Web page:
Some brands are struggling with this first piece of getting the basics down, languishing due to inertia around resolving core business decisions and objectives. This is why the word ‘transformation’ currently permeates every conversation and conference: “Where are you in your transformational journey?”
You need to sort out your internal wrangling before you can get things done. You need a strong empowered personality at the helm and an organisation wide understanding of why you’re doing what you are and what you want to achieve.
The fabled land of a single customer view and curating a holistic omnichannel experience is attainable – it’s simply that certain businesses are better geared up to achieve it quicker than others.
“A single customer view is an aggregated, consistent and holistic representation of the data known by an organisation about its customers.”
Forward-thinking strategy and a means to innovate, customer-centricity as a focus, an operational infrastructure in place to deliver, great product discovery, 24hr access to brand, channels optimised, a robust testing plan in place, R&D to inform your roadmap, board level understanding and buy-in. It doesn’t matter where you are in your *cough* transformation, these things are known goals you can aim for. Low hanging fruit.
Internet Retailing’s Top 500 benchmarking criteria are as follows:
1 Strategy and innovation
3 Operations and logistics
5 Brand and engagement
6 Mobile and cross-channel
So what are the likes of Internet Retailing’s exulted ‘Elite’ looking to next? What differentiates them from the crowd and helps them adapt and navigate through the emerging landscape? Speed. Agility. If you know what needs to be done as a senior stakeholder then you need to enable your business to do it and put in place frameworks to deliver efficiently. Hence the rise of the in-house innovations lab. Something we at JOYLAB wholly promote and deliver on behalf of our clients, having authored a best-practice guide for Econsultancy on the subject. Check out an example of lab process below:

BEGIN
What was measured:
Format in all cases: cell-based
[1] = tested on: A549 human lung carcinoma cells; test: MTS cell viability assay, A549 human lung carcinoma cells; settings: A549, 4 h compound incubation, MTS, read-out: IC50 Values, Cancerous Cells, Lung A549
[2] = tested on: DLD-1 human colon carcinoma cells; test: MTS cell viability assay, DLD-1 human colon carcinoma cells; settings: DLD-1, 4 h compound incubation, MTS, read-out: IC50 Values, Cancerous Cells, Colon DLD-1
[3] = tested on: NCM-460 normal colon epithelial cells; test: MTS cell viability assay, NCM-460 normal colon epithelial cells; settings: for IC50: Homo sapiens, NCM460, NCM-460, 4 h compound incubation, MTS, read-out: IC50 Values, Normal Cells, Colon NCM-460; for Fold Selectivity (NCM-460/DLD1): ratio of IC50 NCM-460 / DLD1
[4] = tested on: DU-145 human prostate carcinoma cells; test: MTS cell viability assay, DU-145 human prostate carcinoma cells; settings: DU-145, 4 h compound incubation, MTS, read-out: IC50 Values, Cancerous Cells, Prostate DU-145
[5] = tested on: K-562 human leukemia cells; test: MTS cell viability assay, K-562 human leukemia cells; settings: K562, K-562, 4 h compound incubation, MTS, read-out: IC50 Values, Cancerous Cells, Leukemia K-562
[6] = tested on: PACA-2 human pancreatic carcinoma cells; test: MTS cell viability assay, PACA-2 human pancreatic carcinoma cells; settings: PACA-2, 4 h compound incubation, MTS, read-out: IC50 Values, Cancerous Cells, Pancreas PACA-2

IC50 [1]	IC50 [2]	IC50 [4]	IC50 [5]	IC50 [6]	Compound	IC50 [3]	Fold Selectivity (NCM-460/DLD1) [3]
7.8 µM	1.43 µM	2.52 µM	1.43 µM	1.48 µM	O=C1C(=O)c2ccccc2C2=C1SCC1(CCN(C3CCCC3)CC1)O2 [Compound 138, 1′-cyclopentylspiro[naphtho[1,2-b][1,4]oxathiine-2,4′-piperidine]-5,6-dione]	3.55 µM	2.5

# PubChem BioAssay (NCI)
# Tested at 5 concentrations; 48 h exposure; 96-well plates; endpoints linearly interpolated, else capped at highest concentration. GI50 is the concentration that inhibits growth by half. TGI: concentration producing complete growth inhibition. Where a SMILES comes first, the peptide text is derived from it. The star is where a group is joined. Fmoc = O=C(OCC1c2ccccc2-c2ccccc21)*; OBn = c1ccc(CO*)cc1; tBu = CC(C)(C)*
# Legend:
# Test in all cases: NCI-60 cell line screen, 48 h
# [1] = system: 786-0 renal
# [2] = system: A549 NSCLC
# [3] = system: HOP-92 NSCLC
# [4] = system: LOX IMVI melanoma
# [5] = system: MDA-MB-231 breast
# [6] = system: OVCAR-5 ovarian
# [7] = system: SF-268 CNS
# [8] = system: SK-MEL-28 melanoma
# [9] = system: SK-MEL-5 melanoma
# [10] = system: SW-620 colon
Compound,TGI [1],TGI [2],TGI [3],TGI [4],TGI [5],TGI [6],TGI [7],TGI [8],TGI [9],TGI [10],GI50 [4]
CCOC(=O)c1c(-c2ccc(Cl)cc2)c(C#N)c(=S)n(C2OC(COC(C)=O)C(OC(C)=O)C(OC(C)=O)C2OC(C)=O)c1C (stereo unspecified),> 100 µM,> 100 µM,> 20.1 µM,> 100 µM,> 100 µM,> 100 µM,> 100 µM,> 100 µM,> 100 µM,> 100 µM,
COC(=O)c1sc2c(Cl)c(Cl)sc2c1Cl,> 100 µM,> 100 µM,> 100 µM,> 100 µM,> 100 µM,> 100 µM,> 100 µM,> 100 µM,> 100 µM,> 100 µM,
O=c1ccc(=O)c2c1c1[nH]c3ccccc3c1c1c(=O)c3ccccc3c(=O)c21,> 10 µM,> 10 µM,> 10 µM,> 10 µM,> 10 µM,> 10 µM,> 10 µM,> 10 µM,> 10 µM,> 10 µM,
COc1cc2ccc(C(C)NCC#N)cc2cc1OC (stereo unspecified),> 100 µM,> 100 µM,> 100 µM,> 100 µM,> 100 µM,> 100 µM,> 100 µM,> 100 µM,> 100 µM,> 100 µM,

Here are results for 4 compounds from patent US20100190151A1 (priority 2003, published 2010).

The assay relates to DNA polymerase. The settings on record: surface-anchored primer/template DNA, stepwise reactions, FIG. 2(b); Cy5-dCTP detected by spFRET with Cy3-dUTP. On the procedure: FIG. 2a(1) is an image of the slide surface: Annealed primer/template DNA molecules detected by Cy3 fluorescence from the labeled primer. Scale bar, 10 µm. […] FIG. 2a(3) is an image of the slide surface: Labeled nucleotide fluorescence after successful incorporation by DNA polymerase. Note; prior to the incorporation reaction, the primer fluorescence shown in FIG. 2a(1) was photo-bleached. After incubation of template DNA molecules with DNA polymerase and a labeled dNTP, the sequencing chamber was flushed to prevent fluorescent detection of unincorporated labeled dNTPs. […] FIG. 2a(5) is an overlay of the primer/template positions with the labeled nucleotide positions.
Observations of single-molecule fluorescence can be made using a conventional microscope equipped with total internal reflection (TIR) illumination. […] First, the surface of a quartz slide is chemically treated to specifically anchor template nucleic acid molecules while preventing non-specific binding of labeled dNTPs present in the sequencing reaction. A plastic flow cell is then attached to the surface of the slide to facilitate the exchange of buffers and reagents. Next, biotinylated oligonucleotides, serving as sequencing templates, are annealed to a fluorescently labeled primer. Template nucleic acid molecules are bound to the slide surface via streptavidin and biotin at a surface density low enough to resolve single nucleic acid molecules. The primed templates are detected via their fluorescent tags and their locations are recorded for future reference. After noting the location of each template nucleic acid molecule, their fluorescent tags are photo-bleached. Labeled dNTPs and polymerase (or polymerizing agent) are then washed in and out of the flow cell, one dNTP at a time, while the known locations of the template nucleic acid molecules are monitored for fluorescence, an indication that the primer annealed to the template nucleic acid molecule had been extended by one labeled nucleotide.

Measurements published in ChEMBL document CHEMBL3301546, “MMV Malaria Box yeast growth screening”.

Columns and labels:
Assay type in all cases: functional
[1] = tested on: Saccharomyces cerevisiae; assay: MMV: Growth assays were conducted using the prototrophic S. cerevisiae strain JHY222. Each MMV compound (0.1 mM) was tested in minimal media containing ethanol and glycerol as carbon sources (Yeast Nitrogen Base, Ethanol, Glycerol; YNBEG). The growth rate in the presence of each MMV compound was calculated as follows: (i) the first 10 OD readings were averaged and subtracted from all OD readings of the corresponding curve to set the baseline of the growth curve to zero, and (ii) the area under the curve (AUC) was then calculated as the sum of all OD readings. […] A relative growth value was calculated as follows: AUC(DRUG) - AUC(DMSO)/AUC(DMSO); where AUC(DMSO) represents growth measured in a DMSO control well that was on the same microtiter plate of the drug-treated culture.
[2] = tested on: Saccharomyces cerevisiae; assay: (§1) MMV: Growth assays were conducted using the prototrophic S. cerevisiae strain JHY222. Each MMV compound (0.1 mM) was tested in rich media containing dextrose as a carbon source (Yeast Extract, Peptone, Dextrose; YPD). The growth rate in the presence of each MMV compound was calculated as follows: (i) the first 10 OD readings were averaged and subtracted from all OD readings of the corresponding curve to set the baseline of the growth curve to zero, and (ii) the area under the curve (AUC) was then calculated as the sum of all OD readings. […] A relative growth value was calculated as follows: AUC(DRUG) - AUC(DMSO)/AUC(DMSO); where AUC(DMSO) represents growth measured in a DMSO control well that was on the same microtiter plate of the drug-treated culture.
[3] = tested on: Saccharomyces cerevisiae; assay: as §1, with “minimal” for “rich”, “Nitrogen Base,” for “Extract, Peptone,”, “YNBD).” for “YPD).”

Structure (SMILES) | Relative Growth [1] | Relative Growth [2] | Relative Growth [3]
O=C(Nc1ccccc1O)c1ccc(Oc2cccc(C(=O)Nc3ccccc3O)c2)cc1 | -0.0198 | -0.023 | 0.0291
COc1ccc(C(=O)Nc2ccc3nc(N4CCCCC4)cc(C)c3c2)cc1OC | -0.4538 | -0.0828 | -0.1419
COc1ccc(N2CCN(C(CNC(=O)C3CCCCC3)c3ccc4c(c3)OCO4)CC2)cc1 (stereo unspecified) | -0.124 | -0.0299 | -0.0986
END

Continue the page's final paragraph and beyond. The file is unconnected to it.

Source: Nordstrom’s Youtube channel
Four out of the top five in Internet Retailing’s Top 500 have in-house labs to bake new ideas. Amazon UK, Argos, M&S, John Lewis embrace rapidity, agile practices and lean startup methodologies to quickly assess and test new ideas to market, using a fail-fast approach and an organisation-wide understanding of what that means. If you’re rocking these things then you’re going to succeed. Yes if you need to fix the basics then get to it and do it quickly. Because if you’re not offering what your customers want, you need to change that – and if you don’t do it quickly somebody else will take your place.
Eventually there’ll be no low-hanging fruit and what seems like innovation today will be what gives your competitors the edge. Find a way to drive innovation projects through the business and fast.
Kieran McBride is co-founder of JOYLAB